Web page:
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Product Reviews
 August 2001


Instant Broadband EtherFast Cable/DSL & Voice Router

17401 Armstrong Ave.
Irvine, CA 92614
Phone: 949-261-1288
Fax: 949-261-8868
Price: $199

Editor's Choice Award

Installation: 5
Documentation: 4.75
Features: 4.75
GUI: 4.75
Overall: A

There are many broadband Internet sharing devices on the market today. What is unique about the Linksys Instant Broadband EtherFast Cable/DSL & Voice Router is that not only does it act as an Internet/data sharing device, but it also
features Voice over IP capabilities as well. A nice feature of the Voice Router is that there is no need to boot up a PC to make a VoIP call. Using just an ordinary analog telephone connected to the RJ-11 port on the back of the router, calls are routed across the Internet through Net2Phone's network to a phone located anywhere in the world.

Installing the Voice Router was an absolute snap. We connected an RJ-45 network wire from a cable modem to the Voice Router, another RJ-45 from the Voice Router to a PC, and then connected the power cord. We booted up the PC and it automatically acquired an IP address from the DHCP functionality built into the Voice Router. We were immediately able to browse the Web. That was it. It was pretty much as "plug and play" as it gets! Though, we did log on to the Web administrator to customize various settings as well as enter our Net2Phone account number and PIN. Also, once we were ready to test the Net2Phone feature, we had to connect an analog phone to the analog port.

The documentation was very good. It contained step-by-step installation instructions and included screenshots on how to perform various configurations. In addition, tips were included on how to get multi-player online games to work through the LinkSys firewall. Instructions and detailed screenshots on how to configure your Windows TCP/IP settings were also included. Unfortunately, if you are running Linux, UNIX, Macintosh, or some other operating system, you're out of luck in finding detailed instructions for them.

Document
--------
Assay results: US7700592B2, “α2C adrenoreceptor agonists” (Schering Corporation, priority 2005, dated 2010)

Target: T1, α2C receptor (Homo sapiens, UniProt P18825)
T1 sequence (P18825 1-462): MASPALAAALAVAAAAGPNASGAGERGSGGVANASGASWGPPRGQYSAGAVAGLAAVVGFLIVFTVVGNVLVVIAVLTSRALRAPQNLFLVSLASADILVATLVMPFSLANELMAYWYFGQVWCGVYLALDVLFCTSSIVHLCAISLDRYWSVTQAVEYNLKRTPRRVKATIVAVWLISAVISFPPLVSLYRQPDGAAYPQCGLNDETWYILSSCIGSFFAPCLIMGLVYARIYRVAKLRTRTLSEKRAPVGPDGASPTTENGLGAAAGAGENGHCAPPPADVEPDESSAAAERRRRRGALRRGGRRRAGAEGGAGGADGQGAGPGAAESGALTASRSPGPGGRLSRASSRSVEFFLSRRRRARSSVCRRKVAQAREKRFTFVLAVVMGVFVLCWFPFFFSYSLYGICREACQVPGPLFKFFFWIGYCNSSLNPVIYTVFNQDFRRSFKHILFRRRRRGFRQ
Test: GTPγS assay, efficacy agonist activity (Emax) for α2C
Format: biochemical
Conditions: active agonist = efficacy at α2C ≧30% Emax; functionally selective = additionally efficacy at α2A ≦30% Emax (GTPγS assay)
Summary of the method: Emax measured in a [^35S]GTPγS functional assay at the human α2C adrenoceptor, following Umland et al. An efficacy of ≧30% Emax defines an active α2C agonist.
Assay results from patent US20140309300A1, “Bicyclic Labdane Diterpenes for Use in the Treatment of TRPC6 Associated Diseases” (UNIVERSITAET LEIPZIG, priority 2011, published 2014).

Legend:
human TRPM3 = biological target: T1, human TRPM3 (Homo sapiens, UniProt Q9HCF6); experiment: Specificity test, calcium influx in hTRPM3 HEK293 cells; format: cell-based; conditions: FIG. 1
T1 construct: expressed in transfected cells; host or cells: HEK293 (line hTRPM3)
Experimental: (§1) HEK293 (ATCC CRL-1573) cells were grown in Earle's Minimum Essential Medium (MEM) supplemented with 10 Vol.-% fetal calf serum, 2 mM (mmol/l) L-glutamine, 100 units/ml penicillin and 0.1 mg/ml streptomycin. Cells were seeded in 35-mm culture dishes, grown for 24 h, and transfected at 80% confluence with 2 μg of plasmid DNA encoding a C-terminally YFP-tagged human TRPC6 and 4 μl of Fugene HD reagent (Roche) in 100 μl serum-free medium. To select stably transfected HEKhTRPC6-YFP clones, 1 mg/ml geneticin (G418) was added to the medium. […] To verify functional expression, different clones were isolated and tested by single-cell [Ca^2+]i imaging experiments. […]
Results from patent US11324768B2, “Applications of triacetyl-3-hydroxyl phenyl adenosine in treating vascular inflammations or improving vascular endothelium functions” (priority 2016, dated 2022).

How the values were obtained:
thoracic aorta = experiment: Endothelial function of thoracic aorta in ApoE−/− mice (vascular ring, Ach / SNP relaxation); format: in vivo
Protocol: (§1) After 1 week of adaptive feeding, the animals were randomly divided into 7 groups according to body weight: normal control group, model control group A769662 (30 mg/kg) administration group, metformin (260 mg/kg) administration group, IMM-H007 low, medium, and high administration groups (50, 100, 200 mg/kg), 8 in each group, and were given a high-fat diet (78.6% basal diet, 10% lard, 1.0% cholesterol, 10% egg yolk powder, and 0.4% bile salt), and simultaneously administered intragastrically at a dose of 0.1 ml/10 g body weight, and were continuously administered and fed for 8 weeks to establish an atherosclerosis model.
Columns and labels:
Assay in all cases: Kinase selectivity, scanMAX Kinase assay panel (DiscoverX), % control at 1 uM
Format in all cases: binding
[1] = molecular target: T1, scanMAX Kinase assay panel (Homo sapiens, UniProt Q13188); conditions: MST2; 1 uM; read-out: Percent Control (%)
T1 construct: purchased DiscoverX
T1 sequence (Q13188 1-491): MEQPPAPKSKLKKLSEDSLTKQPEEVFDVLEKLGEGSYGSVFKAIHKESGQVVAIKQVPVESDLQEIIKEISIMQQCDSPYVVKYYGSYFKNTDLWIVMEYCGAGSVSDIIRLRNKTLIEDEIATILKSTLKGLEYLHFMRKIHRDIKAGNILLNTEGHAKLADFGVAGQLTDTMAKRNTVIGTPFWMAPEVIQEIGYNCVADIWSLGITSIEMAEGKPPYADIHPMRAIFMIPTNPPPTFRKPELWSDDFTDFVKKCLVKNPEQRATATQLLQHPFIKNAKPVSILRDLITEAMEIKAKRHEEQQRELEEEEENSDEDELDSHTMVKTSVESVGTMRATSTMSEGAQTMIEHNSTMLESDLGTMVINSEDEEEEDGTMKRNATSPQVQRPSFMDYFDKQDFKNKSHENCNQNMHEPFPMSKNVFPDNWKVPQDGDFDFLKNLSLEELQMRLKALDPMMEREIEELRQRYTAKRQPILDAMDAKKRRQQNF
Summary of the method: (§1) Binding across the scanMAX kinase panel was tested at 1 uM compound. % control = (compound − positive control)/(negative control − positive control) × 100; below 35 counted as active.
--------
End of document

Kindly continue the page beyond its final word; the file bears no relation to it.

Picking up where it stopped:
The Linksys router supports several standards including PAP, CHAP, PPP, and PPPoE. Other significant features include four switched 10/100 Ethernet ports, IPSec and PPTP Pass through, remote administration and upgrades over the Internet, as well as DHCP server functionality to assign IP addresses. Like most Internet sharing devices, the Linksys product also has a Web-based administration GUI that is very easy to navigate. Although only four ports are available, the Router supports up to 253 PCs on the network by daisy chaining other network switches and/or hubs. Of course this router also acts as a firewall with configurable policies to protect your internal LAN. Administrators can even block specific internal users' Internet access with filtering. LinkSys offers free technical support 24 hours a day, seven days a week (North America Only), as well as a one year warranty.

After testing the Internet access, which performed flawlessly, we tinkered with the DMZ (demilitarized zone), which allows you to publish a single IP address that is in front of the firewall. This is a useful feature for applications that cannot reside behind a firewall. We should point out that the Voice Router has a "keep alive option" that keeps PPPoE-enabled Internet access connected indefinitely, even when it sits idle, simply by sending out a few data packets periodically.

The Voice Router has other features and capabilities, such as filters and IPSec, but we decided to focus on the VoIP functionality. After all, our main purpose in getting the Voice Router for review was to test the integrated VoIP functionality, which is quite unique for an Internet sharing gateway device. We were not disappointed. After entering the account number and PIN (included with the Voice Router), we simply picked up the analog phone connected to the Voice Router and entered a phone number followed by "#."

Also, since the Voice Router works with any analog device, we actually hooked up one of our cordless phones just so we could have a "pseudo-wireless VoIP phone call." In any event, the call went through and we were able to have a conversation with minimal latency and very good sound quality. The VoIP functionality worked without a hitch and we thought it a bit strange that we were using a regular phone (cordless even) as opposed to having to wear a headset or use an external microphone.

We would like to see support for SIP as well as other ITSPs besides Net2Phone. We would also like to see the unit allow a service provider to provision a regular PSTN phone number which routes the call to the LinkSys voice router, perhaps using standards such as SIP or ENUM. Instructions for configuring the TCP/IP settings on other operating systems besides Windows would be beneficial. Finally, we recommend that the Voice Router store call information (accessible via the Web administrator) that would allow a user to view all calls made and estimate billing charges.

There are many competing Internet sharing devices on the market today, and certainly LinkSys is one of the best-known companies in this space. TMC Labs was most impressed by LinkSys' integration of VoIP functionality, which just may be the key differentiator when choosing a product in this genre. As such, we applaud Linksys for combining data and voice onto a single platform, which helped it earn an Editors' Choice award.

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